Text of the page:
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A loaf of bread, a jug of wine, and thou... yes, those are nice, but some fried chicken, watermelon and lemonade certainly couldn't hurt. Not to mention cheese and crackers, salami, grapes, some fresh berries, maybe even some deviled eggs. Now that's a picnic.
Created this art with my daughter as my inspiration. She just turned six and she loves gong to picnics. Whenever we go, she would usually bring her toys like stuffed animals, dolls, ball, and bubbles. I also love sunflowers and how lovely they bloom in summer so I wanted to incorporate an illustration of those into this piece.
Buddy Bear is a very special rescue dog who led a rich and varied life before joining our family. For example, I knew that he had once been a gardener the first time he helped me with transplanting. I dug a hole in the back yard, went to the front yard to retrieve a plant, and when I returned to the back yard, I found him sitting in the hole, holding up the sides so they wouldn't collapse. In our free time, he and I compose text for what I hope will be a forthcoming book titled "Buddy Bear's Career Guide For The Undecided".
Meanwhile, his Grammy reminded me about Buddy Bear's picnic in her house, which is illustrated here and which has become a much-loved part of his guide to outdoor life. But, geez, I thought Grammies were supposed to forgive AND forget!
Our out-of-state aunt and her five grandchildren visited Dad's farm one summer. As a day trip, the whole troupe came to our fair city. My sister lived in a subdivision with a private beach, so a delightful picnic was had on her beach. We ate a disproportionate variety of yellow foods and sat at a round table, hence the inspiration for this panel. The actual picnic was in the afternoon so that Dad could get back to the farm to put his animals to bed at a decent hour. I'm just pretending that we stayed through sunset. You're never too old for make-believe!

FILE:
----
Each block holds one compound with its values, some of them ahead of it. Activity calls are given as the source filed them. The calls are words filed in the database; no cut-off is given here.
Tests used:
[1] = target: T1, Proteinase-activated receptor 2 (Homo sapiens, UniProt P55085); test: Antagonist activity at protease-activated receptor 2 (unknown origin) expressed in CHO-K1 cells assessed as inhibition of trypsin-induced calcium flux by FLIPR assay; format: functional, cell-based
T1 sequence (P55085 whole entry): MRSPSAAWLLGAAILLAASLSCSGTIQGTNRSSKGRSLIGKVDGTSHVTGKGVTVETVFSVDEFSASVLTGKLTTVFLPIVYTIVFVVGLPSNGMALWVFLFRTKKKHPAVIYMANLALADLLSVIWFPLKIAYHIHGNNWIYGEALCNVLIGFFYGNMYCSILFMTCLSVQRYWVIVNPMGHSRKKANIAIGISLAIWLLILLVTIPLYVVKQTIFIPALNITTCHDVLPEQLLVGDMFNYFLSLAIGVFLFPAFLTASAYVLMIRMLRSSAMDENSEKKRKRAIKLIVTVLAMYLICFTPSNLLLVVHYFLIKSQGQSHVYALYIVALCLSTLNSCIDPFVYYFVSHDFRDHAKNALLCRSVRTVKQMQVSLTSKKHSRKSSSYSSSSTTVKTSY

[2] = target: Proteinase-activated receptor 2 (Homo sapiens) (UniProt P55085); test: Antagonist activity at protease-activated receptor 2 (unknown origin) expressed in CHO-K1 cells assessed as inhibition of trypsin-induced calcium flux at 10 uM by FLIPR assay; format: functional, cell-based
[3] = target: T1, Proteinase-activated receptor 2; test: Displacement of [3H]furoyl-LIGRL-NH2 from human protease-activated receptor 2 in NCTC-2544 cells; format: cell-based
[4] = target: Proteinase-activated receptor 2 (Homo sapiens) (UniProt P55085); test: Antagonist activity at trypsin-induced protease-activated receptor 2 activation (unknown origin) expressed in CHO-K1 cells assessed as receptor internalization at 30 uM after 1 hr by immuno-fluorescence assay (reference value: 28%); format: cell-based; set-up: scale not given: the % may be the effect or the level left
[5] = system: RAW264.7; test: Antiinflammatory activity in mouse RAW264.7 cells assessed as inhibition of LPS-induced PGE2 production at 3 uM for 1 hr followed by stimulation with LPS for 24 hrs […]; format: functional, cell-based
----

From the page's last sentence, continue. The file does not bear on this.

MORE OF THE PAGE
I decided to illustrate the traditional style of picnic in Kazakhstan where I am from originally. Kazakh national food reflects the traditional nomadic lifestyle, so having food outdoors was a normality during summer time. Kazakhs traditionally eat at a low table called a Dastarkhān.
The following food were illustrated:
Beshbarmak - the most traditional dish consists of boiled horse meat or mutton with boiled large noodles or pasta sheets and onions.
Kumys - a dairy product made from mare’s milk fermented in big skin bags and traditionally served in wide wooden bowls decorated with silver or in painted cups.
Kurt - a traditional snack made from dried cheese and whey rolled into balls. Traditionally, kurt was useful for long treks on horseback across the steppe.
Baursak - a Kazakh national dish made from spherical or triangular pieces of dough and fried in oil. Sometimes it is described as a type of Asian doughnuts.
Shelpek - a flat cake or flatbread made in the same way as baursaks. The main ingredients of shelpek are flour, milk, sugar, butter, sour cream such as Kaymak, baking soda, salt and vegetable oil.
Shashlyk - a Central Asian dish of skewered and grilled cubes of meat, similar to or synonymous with shish kebab.